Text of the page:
House Judiciary Committee Chair Rep. Jim Jordan (R-OH) has doubled down on his intent to investigate Manhattan DA Alvin Bragg as he seeks to block the prosecutor from potentially bringing a case against Donald Trump.
It’s led to a bizarre back-and-forth between Bragg and Jordan over the past week, as the grand jury hearing the Stormy Daniels hush-money case listens to what are reportedly its final witnesses before prosecutors make their final presentation to the grand jury.
Jordan, along with House Oversight Committee Chair Rep. James Comer (R-TN) and House Administration Committee Chair Rep. Bryan Steil (R-WI), demanded last week that Bragg appear before the House to answer questions about his probe into Trump.
In that letter, the trio called the investigation an “unprecedented abuse of prosecutorial authority.”
Jordan has been leading the charge in the epistolary attempt to interdict Bragg in the final stages of the latest Trump investigation, following years of probes that managed to dig up a lot of dirt without ever netting charges against The Donald.
Bragg is the most recent — and, potentially, the closest — prosecutor to consider charging Trump. In a Saturday letter signed by Jordan and the two other House chairs, Jordan described the investigation as Bragg’s “reported effort to indict a former President of the United States and current declared candidate for that office.”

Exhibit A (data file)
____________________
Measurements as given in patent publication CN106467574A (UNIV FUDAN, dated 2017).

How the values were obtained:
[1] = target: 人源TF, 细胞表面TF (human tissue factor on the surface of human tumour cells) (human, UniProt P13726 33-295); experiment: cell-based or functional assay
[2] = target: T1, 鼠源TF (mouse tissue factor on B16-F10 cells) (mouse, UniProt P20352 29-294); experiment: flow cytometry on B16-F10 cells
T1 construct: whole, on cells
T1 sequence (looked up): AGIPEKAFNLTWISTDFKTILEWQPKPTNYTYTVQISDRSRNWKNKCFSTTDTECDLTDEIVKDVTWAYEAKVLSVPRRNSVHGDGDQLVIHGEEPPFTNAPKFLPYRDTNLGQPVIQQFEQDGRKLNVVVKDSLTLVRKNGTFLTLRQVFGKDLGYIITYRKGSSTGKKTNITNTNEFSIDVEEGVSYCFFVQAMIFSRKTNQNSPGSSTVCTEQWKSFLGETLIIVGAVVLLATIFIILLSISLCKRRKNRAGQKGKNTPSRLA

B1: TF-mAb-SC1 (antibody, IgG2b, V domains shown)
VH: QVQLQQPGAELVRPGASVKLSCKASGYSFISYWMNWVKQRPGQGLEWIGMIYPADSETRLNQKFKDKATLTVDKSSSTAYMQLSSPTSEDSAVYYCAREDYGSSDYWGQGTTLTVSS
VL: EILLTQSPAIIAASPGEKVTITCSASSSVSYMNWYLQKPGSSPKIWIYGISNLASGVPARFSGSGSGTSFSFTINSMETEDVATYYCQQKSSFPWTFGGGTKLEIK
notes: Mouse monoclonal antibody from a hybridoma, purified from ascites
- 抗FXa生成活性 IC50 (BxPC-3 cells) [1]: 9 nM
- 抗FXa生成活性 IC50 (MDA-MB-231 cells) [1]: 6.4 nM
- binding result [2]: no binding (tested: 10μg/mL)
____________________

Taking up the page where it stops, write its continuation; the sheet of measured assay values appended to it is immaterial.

“If state or local prosecutors are able to engage in politically motivated prosecutions of Presidents of the United States (former or current) for personal acts, this could have a profound impact on how Presidents choose to exercise their powers while in office,” Jordan added. “For example, a President could choose to avoid taking action he believes to be in the national interest because it would negatively impact New York City for fear that he would be subject to a retaliatory prosecution in New York City.”
Bragg had sent Jordan a letter last week saying that, as a federal committee chair, he had no authority to interfere in a state investigation. Jordan has replied that he wants the House to consider legislation to “insulate current and former presidents from such improper state and local prosecutions”– a continuation of the monarchist-tinged arguments that attorneys for Trump flung at investigators while he was in office. (Any legislation championed by the House in an attempt to protect, specifically, Trump would face long odds in the Democratic-controlled Senate.)
In a reply to House Republicans’ letters, the general counsel for Bragg’s office noted that the inquiry only came after Trump himself set up the expectation that his indictment was imminent, writing that it “only came after Donald Trump created a false expectation that he would be arrested the next day and his lawyers reportedly urged you to intervene.”